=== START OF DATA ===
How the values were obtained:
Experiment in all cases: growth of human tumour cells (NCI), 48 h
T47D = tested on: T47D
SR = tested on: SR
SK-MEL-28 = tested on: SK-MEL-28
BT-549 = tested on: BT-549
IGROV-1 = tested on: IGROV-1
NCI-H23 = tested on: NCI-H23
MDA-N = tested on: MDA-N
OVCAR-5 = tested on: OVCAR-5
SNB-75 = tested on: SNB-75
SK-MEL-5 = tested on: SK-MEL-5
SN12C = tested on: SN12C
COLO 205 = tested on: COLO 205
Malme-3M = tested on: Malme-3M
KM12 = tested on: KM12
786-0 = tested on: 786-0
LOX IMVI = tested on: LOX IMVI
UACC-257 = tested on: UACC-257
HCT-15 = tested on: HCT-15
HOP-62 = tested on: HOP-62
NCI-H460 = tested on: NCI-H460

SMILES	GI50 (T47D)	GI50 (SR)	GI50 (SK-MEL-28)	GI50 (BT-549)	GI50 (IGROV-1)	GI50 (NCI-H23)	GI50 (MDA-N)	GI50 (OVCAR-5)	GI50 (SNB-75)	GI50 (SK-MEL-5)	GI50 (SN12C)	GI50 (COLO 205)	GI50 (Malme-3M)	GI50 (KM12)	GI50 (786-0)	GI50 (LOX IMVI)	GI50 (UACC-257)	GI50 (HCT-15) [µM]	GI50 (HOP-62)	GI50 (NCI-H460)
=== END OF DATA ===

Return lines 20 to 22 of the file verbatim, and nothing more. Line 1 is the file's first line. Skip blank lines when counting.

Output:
HCT-15 = tested on: HCT-15
HOP-62 = tested on: HOP-62
NCI-H460 = tested on: NCI-H460